‘We Are Heading in the Wrong Direction:’ Record-Breaking Trash Overwhelms Teton County

Increased visitation and an exploding real estate market have put pressure on Jackson Hole's Transfer Station.
Teton County adopted a "Zero Waste Resolution" in 2014 but is not currently on track to meeting those goals. (Courtesy of Teton County Recycling)

by | Aug 10, 2021 | Environment

Teton County has a trash problem. 

In 2014, local elected officials set a goal of diverting 60% of the county’s waste—that is recycling it, composting it or otherwise keeping it from the landfill—by 2030. But according to Superintendent of Integrated Solid Waste and Recycling Brenda Ashworth, we’re not even close to meeting that goal right now. 

“Currently, we are heading in the wrong direction,” she said. 

Record-breaking visitors have used the county’s Transfer Station this summer. Combined with waste from locals, they sent 3,744.62 tons of trash to landfills in July—another record. That’s the equivalent of the weight of 300 school buses being hauled to Bonneville County, Idaho, every month, due to the fact that Teton County doesn’t have its own landfill. In June, 20 semi-trucks full of waste drove over the border in a three-day stretch, according to Ashworth, shattering the normal average of 12-15 truckloads in that same time period. 

“In fiscal year 2021, our municipal solid waste that we hauled to Bonneville County was up 10%. Construction and demolition waste was up 32%, and that’s what I mean by we’re heading in the wrong direction,” Ashworth said.

Fiscal Year 2022 is off to another record-breaking start, according to data from Teton County Integrated Solid Waste and Recycling. (Will Walkey/KHOL)

An unsorted load is a pile of trash, including metal, wood, and other material, that should be separated out for recycling and/or diversion. (Courtesy of Brenda Ashworth/Teton County ISWR)

One of the most concerning trends Ashworth has seen this year is an uptick in unsorted loads, particularly from the exploding construction and demolition sector of Jackson Hole. That means folks are often dropping off heaps of wood, scrap metal, concrete, dirt and more all in one pile. To remedy this, Ashworth has tried raising the sorting fee—$325 a ton for Transfer Station staff to individually try and separate out pieces of trash that can be recycled or otherwise diverted.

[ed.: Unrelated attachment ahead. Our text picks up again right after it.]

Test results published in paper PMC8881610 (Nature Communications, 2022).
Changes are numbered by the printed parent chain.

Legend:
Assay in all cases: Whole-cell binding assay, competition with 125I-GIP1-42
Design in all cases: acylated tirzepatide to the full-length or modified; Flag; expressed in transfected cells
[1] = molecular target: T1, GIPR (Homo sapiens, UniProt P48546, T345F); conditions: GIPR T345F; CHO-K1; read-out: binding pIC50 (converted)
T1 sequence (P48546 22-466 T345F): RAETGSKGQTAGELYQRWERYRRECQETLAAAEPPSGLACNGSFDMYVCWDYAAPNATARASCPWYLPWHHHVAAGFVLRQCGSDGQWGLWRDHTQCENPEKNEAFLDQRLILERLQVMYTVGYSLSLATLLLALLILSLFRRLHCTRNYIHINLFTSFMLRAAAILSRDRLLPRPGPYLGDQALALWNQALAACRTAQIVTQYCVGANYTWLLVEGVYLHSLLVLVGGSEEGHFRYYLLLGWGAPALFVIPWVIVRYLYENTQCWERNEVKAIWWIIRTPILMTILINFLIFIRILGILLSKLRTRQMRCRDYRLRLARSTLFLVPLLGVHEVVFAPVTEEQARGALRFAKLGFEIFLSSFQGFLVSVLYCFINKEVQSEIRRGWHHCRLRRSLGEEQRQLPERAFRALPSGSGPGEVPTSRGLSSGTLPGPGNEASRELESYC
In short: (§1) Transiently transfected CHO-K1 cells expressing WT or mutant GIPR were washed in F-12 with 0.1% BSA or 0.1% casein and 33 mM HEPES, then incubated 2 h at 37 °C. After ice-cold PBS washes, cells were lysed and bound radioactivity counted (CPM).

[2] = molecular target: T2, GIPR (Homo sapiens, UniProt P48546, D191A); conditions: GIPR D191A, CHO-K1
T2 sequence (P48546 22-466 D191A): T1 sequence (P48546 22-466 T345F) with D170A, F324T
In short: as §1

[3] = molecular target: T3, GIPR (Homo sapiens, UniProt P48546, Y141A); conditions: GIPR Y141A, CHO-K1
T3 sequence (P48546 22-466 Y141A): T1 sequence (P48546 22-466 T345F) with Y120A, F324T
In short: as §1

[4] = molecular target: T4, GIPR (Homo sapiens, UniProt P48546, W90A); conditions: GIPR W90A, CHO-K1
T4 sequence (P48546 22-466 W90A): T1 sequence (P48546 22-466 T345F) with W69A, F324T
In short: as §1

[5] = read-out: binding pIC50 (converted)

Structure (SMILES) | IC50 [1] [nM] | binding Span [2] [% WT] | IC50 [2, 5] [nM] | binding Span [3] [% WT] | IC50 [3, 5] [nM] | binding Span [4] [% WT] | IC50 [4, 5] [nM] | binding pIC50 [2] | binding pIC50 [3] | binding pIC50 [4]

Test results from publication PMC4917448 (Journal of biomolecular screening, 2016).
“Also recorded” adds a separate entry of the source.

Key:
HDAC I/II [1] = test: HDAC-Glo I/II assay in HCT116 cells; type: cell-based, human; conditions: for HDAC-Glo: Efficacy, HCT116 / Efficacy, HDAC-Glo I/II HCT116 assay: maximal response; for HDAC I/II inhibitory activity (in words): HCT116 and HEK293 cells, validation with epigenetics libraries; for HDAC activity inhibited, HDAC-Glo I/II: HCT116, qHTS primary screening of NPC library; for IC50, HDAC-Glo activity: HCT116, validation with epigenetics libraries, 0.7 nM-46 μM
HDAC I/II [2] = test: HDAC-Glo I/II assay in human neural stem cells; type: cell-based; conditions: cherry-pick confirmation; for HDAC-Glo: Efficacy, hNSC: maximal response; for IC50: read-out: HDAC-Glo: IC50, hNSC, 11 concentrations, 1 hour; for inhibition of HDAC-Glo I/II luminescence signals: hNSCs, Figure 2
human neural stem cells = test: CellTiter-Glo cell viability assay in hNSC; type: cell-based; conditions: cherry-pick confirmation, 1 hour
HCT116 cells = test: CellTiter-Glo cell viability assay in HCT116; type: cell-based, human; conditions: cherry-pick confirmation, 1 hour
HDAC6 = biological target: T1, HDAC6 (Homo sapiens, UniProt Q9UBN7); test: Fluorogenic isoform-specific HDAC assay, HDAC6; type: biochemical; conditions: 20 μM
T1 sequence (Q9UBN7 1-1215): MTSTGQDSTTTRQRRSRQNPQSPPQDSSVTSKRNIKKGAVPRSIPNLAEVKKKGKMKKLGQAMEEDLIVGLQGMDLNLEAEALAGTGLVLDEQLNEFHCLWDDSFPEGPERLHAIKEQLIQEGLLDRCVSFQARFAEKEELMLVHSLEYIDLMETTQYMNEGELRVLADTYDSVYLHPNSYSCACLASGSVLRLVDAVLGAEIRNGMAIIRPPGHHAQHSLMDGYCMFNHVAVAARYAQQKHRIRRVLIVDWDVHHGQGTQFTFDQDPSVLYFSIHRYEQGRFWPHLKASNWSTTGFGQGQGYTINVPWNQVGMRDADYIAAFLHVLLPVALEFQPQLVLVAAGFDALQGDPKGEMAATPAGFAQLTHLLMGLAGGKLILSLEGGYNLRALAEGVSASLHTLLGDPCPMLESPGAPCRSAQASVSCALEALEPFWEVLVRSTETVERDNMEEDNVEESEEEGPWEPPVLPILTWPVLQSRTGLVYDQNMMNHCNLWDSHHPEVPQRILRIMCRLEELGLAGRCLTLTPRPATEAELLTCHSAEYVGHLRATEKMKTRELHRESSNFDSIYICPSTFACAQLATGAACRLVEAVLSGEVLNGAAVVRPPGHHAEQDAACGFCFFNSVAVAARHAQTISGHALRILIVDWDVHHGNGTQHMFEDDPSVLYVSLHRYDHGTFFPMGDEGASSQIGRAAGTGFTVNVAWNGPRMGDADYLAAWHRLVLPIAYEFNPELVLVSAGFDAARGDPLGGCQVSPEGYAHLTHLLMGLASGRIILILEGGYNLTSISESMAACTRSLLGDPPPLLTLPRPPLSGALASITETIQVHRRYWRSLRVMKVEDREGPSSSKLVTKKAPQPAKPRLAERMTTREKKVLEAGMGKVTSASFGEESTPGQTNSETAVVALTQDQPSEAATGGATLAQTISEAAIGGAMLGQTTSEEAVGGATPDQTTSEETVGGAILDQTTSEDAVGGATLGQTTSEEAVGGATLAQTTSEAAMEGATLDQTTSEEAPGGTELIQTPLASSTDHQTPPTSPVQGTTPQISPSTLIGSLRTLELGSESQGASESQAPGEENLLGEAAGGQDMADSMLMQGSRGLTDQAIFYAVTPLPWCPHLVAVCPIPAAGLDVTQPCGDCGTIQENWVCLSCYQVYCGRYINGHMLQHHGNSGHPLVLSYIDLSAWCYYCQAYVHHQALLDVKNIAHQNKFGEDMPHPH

“So, the sort fee really is intended to be a deterrent to people. But we have found that in some cases they’re just using the sort fee as the cost of doing business,” Ashworth said. 

Construction and demolition waste is up 171% in 2021 compared to 2016, according to Transfer Station data. (Courtesy of Brenda Ashworth/Teton County ISWR)

But the cost of doing business for local construction companies is now costing Teton County in myriad ways. For one, staff are overworked at the Transfer Station, which, like other local employers, is struggling to maintain workers this summer. Plus, unsorted loads of trash wear down equipment. So, starting Aug. 9, anything unsorted will be rejected. 

“We expect the Transfer Station to be damaged. It is a Transfer Station. We handle a lot of material that normally would not go anywhere else. But what we’re seeing is an increased level of damage that you would expect to see on a 10-year building. Not a two-year building,” Ashworth said. 

When staff are overwhelmed with a sheer volume of material, as they have been this summer, more and more of it simply has to be trucked over to Idaho, leading to lower overall diversion rates and increased trash from Jackson Hole underground. Additionally, all those semi-trucks hauling material back and forth from Wyoming to Idaho costs the county and raises the local carbon footprint. 

Ashworth said to turn these trends around, she needs people to sort their own trash adhering to the county’s standards. 

“The sheer volume of unsorted construction and demo loads that are coming in means we don’t have the time to sort those loads. And really, it’s not our responsibility to sort those loads. It is the responsibility of the generator to sort those loads,” Ashworth said. 

Ashworth said she’s confident that Jackson Hole can reverse current trends as more community members become aware of what’s happening at the Transfer Station. More information about Teton County’s landfill standards, how to sort loads and local Zero Waste initiatives is available online

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About Will Walkey

Will is KHOL's first full-time reporter and producer. Originally from Tacoma, Washington, he recently graduated from Columbia University with a Master's Degree in journalism. He likes to read and write about housing, local politics, and history, and spends most of his free time fishing or biking. He's excited to be living in Wyoming, and looks forward to honing in on his unique radio voice by highlighting the locals that make Jackson special. Contact Will with tips at will@jhcr.org, and follow him on Twitter at @WillWalkey.

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